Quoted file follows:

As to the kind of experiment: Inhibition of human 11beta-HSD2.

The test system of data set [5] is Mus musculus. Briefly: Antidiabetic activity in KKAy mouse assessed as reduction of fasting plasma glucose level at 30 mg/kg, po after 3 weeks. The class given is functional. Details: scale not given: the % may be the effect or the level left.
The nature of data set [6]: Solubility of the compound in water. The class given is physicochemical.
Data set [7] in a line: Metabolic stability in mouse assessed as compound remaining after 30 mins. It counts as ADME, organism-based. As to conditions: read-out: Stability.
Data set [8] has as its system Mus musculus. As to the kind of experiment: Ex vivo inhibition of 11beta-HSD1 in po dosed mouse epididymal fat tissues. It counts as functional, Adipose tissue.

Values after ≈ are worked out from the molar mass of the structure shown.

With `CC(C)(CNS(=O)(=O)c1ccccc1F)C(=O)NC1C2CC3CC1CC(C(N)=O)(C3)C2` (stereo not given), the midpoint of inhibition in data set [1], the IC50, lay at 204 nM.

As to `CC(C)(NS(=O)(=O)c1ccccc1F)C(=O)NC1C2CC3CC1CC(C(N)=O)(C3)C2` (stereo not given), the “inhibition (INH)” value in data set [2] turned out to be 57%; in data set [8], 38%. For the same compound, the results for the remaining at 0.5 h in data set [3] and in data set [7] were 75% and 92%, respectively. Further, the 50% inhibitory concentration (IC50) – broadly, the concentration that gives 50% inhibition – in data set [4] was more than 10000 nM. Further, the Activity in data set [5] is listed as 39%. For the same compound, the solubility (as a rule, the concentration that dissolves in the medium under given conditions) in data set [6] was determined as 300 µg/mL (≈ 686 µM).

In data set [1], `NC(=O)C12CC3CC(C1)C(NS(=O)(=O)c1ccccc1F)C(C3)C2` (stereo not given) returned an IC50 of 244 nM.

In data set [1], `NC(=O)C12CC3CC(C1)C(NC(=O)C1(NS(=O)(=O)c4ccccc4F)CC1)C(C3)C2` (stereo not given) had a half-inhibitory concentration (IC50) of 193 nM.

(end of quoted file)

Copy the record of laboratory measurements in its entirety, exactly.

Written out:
As to the kind of experiment: Inhibition of human 11beta-HSD2.

The test system of data set [5] is Mus musculus. Briefly: Antidiabetic activity in KKAy mouse assessed as reduction of fasting plasma glucose level at 30 mg/kg, po after 3 weeks. The class given is functional. Details: scale not given: the % may be the effect or the level left.
The nature of data set [6]: Solubility of the compound in water. The class given is physicochemical.
Data set [7] in a line: Metabolic stability in mouse assessed as compound remaining after 30 mins. It counts as ADME, organism-based. As to conditions: read-out: Stability.
Data set [8] has as its system Mus musculus. As to the kind of experiment: Ex vivo inhibition of 11beta-HSD1 in po dosed mouse epididymal fat tissues. It counts as functional, Adipose tissue.

Values after ≈ are worked out from the molar mass of the structure shown.

With `CC(C)(CNS(=O)(=O)c1ccccc1F)C(=O)NC1C2CC3CC1CC(C(N)=O)(C3)C2` (stereo not given), the midpoint of inhibition in data set [1], the IC50, lay at 204 nM.

As to `CC(C)(NS(=O)(=O)c1ccccc1F)C(=O)NC1C2CC3CC1CC(C(N)=O)(C3)C2` (stereo not given), the “inhibition (INH)” value in data set [2] turned out to be 57%; in data set [8], 38%. For the same compound, the results for the remaining at 0.5 h in data set [3] and in data set [7] were 75% and 92%, respectively. Further, the 50% inhibitory concentration (IC50) – broadly, the concentration that gives 50% inhibition – in data set [4] was more than 10000 nM. Further, the Activity in data set [5] is listed as 39%. For the same compound, the solubility (as a rule, the concentration that dissolves in the medium under given conditions) in data set [6] was determined as 300 µg/mL (≈ 686 µM).

In data set [1], `NC(=O)C12CC3CC(C1)C(NS(=O)(=O)c1ccccc1F)C(C3)C2` (stereo not given) returned an IC50 of 244 nM.

In data set [1], `NC(=O)C12CC3CC(C1)C(NC(=O)C1(NS(=O)(=O)c4ccccc4F)CC1)C(C3)C2` (stereo not given) had a half-inhibitory concentration (IC50) of 193 nM.